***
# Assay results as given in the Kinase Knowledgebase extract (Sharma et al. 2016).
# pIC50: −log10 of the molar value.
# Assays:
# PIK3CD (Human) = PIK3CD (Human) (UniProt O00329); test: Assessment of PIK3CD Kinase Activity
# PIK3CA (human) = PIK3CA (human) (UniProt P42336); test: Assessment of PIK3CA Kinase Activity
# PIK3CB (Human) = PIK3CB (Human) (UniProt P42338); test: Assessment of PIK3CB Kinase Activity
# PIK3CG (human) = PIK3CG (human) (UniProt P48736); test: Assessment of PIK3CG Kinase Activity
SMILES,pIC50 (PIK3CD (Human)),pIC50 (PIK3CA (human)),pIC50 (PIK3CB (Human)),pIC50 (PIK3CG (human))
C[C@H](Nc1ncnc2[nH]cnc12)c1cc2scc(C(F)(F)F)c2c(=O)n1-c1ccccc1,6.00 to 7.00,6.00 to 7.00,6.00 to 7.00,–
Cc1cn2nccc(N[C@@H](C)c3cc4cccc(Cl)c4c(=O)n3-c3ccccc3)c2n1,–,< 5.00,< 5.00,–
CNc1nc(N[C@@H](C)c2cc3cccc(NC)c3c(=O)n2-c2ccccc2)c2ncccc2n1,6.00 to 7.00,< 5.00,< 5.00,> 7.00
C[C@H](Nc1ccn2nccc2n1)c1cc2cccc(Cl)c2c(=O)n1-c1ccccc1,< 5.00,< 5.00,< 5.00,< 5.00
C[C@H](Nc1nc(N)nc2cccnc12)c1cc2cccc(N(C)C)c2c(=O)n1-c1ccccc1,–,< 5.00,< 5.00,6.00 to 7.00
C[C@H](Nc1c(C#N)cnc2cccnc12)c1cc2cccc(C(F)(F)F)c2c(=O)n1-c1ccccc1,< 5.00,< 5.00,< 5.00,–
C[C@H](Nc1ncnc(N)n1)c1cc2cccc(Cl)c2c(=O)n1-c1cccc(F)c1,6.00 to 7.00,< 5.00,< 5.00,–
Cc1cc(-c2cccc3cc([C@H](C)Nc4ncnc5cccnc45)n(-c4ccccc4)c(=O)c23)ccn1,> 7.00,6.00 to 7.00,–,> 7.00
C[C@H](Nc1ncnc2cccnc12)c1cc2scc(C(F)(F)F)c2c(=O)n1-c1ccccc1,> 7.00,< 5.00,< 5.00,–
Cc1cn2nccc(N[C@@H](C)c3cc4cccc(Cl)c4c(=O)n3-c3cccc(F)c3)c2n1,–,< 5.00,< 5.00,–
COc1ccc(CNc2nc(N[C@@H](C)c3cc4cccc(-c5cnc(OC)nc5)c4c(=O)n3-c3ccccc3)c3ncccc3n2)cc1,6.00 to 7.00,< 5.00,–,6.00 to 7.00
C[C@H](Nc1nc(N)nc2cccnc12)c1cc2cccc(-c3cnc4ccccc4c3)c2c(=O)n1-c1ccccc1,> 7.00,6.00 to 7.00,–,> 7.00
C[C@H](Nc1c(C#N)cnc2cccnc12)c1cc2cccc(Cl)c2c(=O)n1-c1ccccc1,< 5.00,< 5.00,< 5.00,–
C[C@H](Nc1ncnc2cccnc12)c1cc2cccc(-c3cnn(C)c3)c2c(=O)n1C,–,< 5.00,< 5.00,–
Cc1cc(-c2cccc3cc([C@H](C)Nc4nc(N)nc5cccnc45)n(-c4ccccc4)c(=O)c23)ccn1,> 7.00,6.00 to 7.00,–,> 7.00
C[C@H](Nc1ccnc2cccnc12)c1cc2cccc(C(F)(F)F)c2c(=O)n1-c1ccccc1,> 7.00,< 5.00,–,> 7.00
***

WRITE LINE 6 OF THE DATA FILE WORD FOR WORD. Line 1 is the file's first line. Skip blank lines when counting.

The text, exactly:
# PIK3CB (Human) = PIK3CB (Human) (UniProt P42338); test: Assessment of PIK3CB Kinase Activity